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Creativity needs to be cut

During the last decade the way we watch television and films has been changed. We went from VHS tapes to DVDs, and we’re gradually changing to Blu-Ray (BD) until the next format war comes. I can’t but admit that BD format does allow better image quality and better sound, the only things that matter when talking AV quality.

Above: You can barely make it out in the DVD version, but there’s a tomahawk and a baseball bat on Gunbuster’s shoulder. The image is from, unsurprisingly, from Gunbuster the Movie BD release. Remember to click the image for larger scale

BD goes hand in hand with HD display sets. They’re sharper, more vibrant and all that. They still can’t beat nature’s wonders thou. On top of that we’ve been almost literally forced to see more 3D films than ever before. Outside those three people in Iowa and Zimbabwe, normal films experience is almost always preferred over 3D. The only film I’d like to see in proper 3D would be Avatar, but then again that film is dull as a butter knife and that money can be saved for better films, like Redline.

While the way we watch films and play games have been getting better in quality the content has not. As mentioned the Avatar film is dull. It’s nothing more than few hours of beautiful scenery with stupid plot. Games have become more “streamlined” and are about making the player a computer. Computing the gameplay should be the developers job, not the players. Modern games and modern films have one thing in common that prevents them being anything more than shade of the past; creativity. As the displays have grown the demand of use of those displays have grown within the industry. Games have more refined graphics and effects than the gameplay, and films have more and more advanced CGI and special effects than ever before. Only few people in film industry actually notice how people are laughing their assess out when coming out of movie theatres after seeing a bad CGI wolf. Even the most successful blockbusters have the same problem. Pretty much nothing looks real or assuring.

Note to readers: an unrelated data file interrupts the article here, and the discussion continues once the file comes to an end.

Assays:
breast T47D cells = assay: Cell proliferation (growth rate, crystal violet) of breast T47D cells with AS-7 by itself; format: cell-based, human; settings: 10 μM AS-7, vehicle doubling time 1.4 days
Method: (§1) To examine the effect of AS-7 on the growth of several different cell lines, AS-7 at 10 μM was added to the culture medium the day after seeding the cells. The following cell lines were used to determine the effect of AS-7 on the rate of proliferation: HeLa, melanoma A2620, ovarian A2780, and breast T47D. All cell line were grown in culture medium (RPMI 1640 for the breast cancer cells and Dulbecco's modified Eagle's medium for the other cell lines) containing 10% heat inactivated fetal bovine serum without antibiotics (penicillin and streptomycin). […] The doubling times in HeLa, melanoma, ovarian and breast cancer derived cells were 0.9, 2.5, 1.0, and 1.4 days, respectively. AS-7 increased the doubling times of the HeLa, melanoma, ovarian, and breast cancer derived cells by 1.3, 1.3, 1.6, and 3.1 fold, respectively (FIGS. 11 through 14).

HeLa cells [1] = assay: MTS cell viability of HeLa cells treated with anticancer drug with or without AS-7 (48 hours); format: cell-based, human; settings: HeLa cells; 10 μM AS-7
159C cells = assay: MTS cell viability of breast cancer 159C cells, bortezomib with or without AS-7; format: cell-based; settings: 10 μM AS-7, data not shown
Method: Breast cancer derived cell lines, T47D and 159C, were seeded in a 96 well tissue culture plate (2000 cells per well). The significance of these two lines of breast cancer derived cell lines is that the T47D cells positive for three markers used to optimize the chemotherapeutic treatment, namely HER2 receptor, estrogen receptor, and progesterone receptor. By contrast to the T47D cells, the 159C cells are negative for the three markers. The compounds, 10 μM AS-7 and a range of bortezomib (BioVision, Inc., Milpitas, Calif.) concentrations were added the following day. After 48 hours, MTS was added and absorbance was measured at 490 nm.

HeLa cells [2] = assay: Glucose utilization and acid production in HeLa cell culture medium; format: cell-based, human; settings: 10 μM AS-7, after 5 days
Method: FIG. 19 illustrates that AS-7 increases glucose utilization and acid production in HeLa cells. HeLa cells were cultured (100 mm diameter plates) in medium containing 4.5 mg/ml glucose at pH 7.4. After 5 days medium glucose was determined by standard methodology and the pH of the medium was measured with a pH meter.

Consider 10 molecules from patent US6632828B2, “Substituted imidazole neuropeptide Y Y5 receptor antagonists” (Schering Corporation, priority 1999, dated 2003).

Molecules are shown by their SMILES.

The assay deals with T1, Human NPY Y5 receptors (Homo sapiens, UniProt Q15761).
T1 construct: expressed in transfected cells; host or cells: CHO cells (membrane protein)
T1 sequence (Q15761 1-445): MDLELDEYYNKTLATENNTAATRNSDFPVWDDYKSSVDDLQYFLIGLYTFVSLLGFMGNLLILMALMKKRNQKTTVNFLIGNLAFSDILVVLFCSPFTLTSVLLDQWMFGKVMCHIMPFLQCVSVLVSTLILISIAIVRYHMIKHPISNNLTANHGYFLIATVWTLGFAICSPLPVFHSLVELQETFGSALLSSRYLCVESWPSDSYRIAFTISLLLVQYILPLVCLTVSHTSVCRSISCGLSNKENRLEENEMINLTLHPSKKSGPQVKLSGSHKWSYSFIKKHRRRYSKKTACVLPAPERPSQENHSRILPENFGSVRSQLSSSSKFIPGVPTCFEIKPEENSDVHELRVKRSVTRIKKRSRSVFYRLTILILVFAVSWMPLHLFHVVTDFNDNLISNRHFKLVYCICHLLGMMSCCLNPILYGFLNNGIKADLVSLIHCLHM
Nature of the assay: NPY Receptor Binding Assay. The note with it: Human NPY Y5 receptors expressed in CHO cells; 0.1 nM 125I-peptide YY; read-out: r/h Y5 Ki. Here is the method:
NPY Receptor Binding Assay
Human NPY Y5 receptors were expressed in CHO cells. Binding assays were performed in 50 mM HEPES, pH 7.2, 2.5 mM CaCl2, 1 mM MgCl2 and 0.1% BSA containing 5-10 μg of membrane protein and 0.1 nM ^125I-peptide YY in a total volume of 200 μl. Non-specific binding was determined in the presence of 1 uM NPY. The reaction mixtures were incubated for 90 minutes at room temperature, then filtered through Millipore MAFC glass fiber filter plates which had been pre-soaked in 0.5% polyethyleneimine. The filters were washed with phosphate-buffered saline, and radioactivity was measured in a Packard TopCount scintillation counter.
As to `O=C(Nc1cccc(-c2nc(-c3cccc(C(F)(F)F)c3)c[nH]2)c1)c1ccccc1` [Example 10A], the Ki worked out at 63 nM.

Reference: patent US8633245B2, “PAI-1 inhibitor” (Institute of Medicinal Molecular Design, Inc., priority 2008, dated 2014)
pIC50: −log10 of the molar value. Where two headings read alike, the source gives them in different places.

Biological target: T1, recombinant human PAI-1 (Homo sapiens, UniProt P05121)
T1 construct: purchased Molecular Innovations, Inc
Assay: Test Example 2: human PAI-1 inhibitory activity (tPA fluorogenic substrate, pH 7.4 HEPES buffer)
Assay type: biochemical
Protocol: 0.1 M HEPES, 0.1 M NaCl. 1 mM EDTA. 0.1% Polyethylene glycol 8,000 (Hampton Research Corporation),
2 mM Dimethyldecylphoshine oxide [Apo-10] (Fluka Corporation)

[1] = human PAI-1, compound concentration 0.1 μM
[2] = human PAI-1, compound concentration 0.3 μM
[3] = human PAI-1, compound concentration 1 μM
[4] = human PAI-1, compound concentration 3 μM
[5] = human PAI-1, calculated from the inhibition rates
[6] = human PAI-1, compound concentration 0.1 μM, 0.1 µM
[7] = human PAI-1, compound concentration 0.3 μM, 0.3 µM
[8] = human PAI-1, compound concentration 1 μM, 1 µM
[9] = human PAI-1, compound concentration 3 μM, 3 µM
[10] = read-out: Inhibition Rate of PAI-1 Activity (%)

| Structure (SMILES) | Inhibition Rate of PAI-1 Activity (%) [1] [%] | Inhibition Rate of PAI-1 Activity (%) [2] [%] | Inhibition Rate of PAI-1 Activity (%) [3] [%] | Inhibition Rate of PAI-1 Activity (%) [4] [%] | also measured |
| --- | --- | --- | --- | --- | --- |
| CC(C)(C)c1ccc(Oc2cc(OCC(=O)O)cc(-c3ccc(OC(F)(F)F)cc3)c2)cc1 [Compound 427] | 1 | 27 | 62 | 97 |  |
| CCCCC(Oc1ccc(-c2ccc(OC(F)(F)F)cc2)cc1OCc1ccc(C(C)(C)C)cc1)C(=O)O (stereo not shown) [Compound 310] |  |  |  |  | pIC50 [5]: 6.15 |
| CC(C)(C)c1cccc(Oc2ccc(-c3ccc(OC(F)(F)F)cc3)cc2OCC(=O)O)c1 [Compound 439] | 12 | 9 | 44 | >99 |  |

Let’s take an example of that wolf. In American Werewolf in London the whole transformation scene us made with practical effects. It nearly lasts three minutes and looks real enough to convince the audience that it’s painful and real. On the other side of the coin the transformation scene in Twilight: New Moon, which is made completely with CGI. It looks fake, as does the wolf that comes afterwards. It doesn’t even warrant laughs. The change is almost offscreen in one scene and basically happens in a puff of smoke. It’s like Magica De Spell had thrown one of those puff grenades at Scroode. Even the original The Wolfman transformation from 1941 looks superior to this in every aspect. I recommend watching this film anyway, so go watch it after you’ve read this. While the new Wolfman looks pretty nifty, it still looks fake because of CGI used.

Star Wars is perhaps the best example of all. I’m not going to go how he changed the original trilogy because we’d be sitting here for the next few days as I scream my lungs out.


What I’m going to into is the 3D. Lucas has similar fatal 3D fever as Nintendo. The prequel trilogy suffers because Lucas went all creative with it. Most of the scenes look empty, lifeless and fake. Ships are far too shiny and designs look more evolved than what came afterwards. They tried to explain this my that the ships were crafted by hands before the war but we all know that just a load of bantha shit. The spirit isn’t in there any more. The creativity of George Lucas wrecked the series. When he was in a tight schedule, had very little money and under surveillance he could do a masterpiece.